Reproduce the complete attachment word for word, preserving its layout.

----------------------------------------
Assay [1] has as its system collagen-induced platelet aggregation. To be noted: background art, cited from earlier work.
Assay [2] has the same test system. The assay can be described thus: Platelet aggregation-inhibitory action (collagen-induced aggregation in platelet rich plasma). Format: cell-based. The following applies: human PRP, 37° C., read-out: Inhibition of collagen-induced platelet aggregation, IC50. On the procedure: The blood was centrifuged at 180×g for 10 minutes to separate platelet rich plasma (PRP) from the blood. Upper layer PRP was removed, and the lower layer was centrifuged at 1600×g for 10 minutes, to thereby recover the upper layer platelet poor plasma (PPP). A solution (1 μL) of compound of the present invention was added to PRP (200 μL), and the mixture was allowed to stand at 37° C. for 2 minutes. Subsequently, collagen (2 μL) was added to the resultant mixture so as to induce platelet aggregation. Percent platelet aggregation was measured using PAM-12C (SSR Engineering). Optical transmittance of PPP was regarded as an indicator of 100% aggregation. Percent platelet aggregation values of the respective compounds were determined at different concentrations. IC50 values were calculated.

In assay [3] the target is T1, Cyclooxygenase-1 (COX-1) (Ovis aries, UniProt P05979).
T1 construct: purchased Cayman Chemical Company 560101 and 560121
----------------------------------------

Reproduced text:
Assay [1] has as its system collagen-induced platelet aggregation. To be noted: background art, cited from earlier work.
Assay [2] has the same test system. The assay can be described thus: Platelet aggregation-inhibitory action (collagen-induced aggregation in platelet rich plasma). Format: cell-based. The following applies: human PRP, 37° C., read-out: Inhibition of collagen-induced platelet aggregation, IC50. On the procedure: The blood was centrifuged at 180×g for 10 minutes to separate platelet rich plasma (PRP) from the blood. Upper layer PRP was removed, and the lower layer was centrifuged at 1600×g for 10 minutes, to thereby recover the upper layer platelet poor plasma (PPP). A solution (1 μL) of compound of the present invention was added to PRP (200 μL), and the mixture was allowed to stand at 37° C. for 2 minutes. Subsequently, collagen (2 μL) was added to the resultant mixture so as to induce platelet aggregation. Percent platelet aggregation was measured using PAM-12C (SSR Engineering). Optical transmittance of PPP was regarded as an indicator of 100% aggregation. Percent platelet aggregation values of the respective compounds were determined at different concentrations. IC50 values were calculated.

In assay [3] the target is T1, Cyclooxygenase-1 (COX-1) (Ovis aries, UniProt P05979).
T1 construct: purchased Cayman Chemical Company 560101 and 560121